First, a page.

↓ Skip to main content

Acceptance of sexual minorities, discrimination, social capital and health and well-being: a cross-European study among members of same-sex and opposite-sex couples

Overview of attention for article published in BMC Public Health, August 2015
Altmetric Badge

About this Attention Score

  • In the top 25% of all research outputs scored by Altmetric
  • High Attention Score compared to outputs of the same age (90th percentile)

Mentioned by

policy
2 policy sources
twitter
17 tweeters

Citations

dimensions_citation
22 Dimensions

Readers on

mendeley
76 Mendeley
You are seeing a free-to-access but limited selection of the activity Altmetric has collected about this research output. Click here to find out more.
Title
Acceptance of sexual minorities, discrimination, social capital and health and well-being: a cross-European study among members of same-sex and opposite-sex couples
Published in
BMC Public Health, August 2015
DOI 10.1186/s12889-015-2148-9
Pubmed ID
Authors

Arjan van der Star, Richard Bränström

Abstract

Awareness of health disparities based on sexual orientation has increased in the past decades, and many official public health agencies throughout Europe call for programs addressing the specific needs of lesbian, gay and bisexual (LGB) individuals. However, the acceptance of LGB individuals varies significantly in different countries, which potentially influences health and well-being in this population. We explored differences in self-rated health and subjective well-being between individuals living in same-sex and opposite-sex couples. We also examined the effects of discrimination and country-level variations in LGB acceptance on health and well-being and the potential mediating role of social capital in these associations. Using the 2010 European Social Survey (n = 50,781), 315 individuals living with a same-sex partner were matched and compared with an equal number of individuals living in opposite-sex couples. We performed structural equation modeling analyses to estimate path coefficients, mediations and interactions. LGB acceptance was significantly related to better self-rated health and subjective well-being among all individuals, and these associations were partially mediated by individual social capital. No differences in these associations were found between individuals living in same-sex and opposite-sex couples. Sexuality-based discrimination had an additional significantly negative effect on self-related health and subjective well-being. The findings of this study suggest a negative association between exposure to discrimination based on sexual orientation and both health and well-being of individuals living in same-sex couples. Members of same-sex couples and opposite-sex couples alike may benefit from living in societies with a high level of LGB acceptance to promote better health and well-being.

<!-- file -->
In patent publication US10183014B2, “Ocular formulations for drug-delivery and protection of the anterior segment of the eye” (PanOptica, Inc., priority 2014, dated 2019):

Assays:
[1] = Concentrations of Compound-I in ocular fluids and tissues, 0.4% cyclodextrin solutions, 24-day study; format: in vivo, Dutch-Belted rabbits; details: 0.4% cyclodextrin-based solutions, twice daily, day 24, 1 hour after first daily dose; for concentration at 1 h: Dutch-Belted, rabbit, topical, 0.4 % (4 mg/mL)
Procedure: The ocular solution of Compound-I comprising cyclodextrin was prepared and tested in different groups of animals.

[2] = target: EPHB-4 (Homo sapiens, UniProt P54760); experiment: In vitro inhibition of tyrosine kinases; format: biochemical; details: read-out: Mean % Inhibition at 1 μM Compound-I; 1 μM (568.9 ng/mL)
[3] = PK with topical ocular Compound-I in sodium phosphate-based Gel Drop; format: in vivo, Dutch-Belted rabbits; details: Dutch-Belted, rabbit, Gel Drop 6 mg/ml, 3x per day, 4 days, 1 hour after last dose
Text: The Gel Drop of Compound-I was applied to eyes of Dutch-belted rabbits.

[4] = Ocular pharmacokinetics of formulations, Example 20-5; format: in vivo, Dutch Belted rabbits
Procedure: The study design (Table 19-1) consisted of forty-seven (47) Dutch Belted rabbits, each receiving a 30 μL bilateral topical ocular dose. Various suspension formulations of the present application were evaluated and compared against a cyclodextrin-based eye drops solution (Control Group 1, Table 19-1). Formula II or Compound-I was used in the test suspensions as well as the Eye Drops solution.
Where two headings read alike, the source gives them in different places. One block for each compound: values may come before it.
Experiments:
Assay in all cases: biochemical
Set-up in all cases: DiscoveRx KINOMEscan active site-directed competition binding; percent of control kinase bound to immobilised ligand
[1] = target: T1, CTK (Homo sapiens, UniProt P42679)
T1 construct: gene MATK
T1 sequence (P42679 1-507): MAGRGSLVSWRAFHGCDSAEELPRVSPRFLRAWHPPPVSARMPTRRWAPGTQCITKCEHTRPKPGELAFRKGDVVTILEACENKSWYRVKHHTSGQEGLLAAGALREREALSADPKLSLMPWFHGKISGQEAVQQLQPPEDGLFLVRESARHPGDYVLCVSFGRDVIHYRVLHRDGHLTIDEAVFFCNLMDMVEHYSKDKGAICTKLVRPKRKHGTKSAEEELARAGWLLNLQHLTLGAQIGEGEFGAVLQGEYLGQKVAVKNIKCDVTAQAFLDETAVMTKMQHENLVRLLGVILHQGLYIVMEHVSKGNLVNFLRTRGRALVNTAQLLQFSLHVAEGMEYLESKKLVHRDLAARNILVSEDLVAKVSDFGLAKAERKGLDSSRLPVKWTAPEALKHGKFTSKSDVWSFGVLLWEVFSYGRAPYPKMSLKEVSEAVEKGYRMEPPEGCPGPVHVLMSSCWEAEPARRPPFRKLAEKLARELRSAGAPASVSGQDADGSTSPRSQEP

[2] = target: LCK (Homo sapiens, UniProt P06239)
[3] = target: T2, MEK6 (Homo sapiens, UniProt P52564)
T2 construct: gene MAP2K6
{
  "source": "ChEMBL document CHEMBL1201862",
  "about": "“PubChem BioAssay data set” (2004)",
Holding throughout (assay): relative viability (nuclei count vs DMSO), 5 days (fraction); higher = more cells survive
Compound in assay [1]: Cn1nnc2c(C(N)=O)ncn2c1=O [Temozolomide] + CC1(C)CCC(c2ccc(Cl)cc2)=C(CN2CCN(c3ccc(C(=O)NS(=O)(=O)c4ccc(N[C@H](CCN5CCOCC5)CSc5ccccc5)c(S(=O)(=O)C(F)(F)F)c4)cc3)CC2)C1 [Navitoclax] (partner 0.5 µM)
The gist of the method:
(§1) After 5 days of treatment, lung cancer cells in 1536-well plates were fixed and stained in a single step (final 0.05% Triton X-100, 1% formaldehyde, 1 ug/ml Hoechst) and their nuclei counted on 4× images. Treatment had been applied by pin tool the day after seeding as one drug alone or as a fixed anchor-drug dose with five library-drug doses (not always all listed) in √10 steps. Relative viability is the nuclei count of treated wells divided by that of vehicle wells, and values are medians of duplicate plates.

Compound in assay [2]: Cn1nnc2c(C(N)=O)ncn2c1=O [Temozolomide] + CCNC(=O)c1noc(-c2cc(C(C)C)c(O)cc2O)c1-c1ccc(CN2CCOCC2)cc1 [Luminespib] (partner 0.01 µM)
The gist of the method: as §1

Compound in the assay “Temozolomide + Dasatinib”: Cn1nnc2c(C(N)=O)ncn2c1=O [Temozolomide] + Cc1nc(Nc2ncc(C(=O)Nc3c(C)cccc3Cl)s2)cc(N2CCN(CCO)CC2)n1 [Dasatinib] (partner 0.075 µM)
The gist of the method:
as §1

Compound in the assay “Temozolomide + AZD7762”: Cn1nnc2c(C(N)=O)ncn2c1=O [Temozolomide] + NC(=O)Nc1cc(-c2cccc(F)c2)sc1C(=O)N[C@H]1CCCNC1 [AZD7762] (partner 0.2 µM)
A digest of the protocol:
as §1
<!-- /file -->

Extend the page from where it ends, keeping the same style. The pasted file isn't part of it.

Twitter Demographics

The data shown below were collected from the profiles of 17 tweeters who shared this research output. Click here to find out more about how the information was compiled.

Mendeley readers

The data shown below were compiled from readership statistics for 76 Mendeley readers of this research output. Click here to see the associated Mendeley record.

Geographical breakdown

Country Count As %
United States 1 1%
Switzerland 1 1%
Unknown 74 97%

Demographic breakdown

Readers by professional status Count As %
Student > Ph. D. Student 16 21%
Student > Master 11 14%
Student > Bachelor 11 14%
Researcher 8 11%
Student > Doctoral Student 7 9%
Other 12 16%
Unknown 11 14%
Readers by discipline Count As %
Psychology 25 33%
Social Sciences 14 18%
Medicine and Dentistry 8 11%
Nursing and Health Professions 5 7%
Business, Management and Accounting 3 4%
Other 5 7%
Unknown 16 21%

Attention Score in Context

This research output has an Altmetric Attention Score of 18. This is our high-level measure of the quality and quantity of online attention that it has received. This Attention Score, as well as the ranking and number of research outputs shown below, was calculated when the research output was last mentioned on 01 January 2020.
All research outputs
#1,289,857
of 17,356,510 outputs
Outputs from BMC Public Health
#1,407
of 11,737 outputs
Outputs of similar age
#22,254
of 244,274 outputs
Outputs of similar age from BMC Public Health
#1
of 1 outputs
Altmetric has tracked 17,356,510 research outputs across all sources so far. Compared to these this one has done particularly well and is in the 92nd percentile: it's in the top 10% of all research outputs ever tracked by Altmetric.
So far Altmetric has tracked 11,737 research outputs from this source. They typically receive a lot more attention than average, with a mean Attention Score of 12.4. This one has done well, scoring higher than 88% of its peers.
Older research outputs will score higher simply because they've had more time to accumulate mentions. To account for age we can compare this Altmetric Attention Score to the 244,274 tracked outputs that were published within six weeks on either side of this one in any source. This one has done particularly well, scoring higher than 90% of its contemporaries.
We're also able to compare this research output to 1 others from the same source and published within six weeks on either side of this one. This one has scored higher than all of them